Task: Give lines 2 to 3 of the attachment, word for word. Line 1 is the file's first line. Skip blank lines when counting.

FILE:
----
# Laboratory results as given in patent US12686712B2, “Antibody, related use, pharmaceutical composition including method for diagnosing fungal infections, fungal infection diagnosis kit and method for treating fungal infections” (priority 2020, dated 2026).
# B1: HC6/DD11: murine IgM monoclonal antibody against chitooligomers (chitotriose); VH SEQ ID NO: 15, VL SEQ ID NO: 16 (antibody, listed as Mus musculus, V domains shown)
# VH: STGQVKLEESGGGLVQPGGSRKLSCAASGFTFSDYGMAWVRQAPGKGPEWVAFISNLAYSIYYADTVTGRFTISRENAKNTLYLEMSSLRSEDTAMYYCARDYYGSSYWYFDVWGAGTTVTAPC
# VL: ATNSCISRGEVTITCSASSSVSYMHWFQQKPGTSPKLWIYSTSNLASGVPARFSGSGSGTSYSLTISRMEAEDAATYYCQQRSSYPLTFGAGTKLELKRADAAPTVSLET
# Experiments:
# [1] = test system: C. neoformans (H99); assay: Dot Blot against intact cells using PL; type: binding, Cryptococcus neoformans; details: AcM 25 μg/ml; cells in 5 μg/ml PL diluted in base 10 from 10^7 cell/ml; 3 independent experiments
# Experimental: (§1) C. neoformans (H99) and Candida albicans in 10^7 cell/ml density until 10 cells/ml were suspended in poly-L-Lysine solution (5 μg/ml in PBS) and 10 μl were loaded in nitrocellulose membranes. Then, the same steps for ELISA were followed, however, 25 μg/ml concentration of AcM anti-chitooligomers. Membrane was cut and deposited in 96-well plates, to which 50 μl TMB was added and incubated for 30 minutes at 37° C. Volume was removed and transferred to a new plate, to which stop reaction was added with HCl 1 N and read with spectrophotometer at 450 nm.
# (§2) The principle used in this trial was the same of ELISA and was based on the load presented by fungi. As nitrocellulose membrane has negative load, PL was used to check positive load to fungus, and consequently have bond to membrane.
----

# B1: HC6/DD11: murine IgM monoclonal antibody against chitooligomers (chitotriose); VH SEQ ID NO: 15, VL SEQ ID NO: 16 (antibody, listed as Mus musculus, V domains shown)
# VH: STGQVKLEESGGGLVQPGGSRKLSCAASGFTFSDYGMAWVRQAPGKGPEWVAFISNLAYSIYYADTVTGRFTISRENAKNTLYLEMSSLRSEDTAMYYCARDYYGSSYWYFDVWGAGTTVTAPC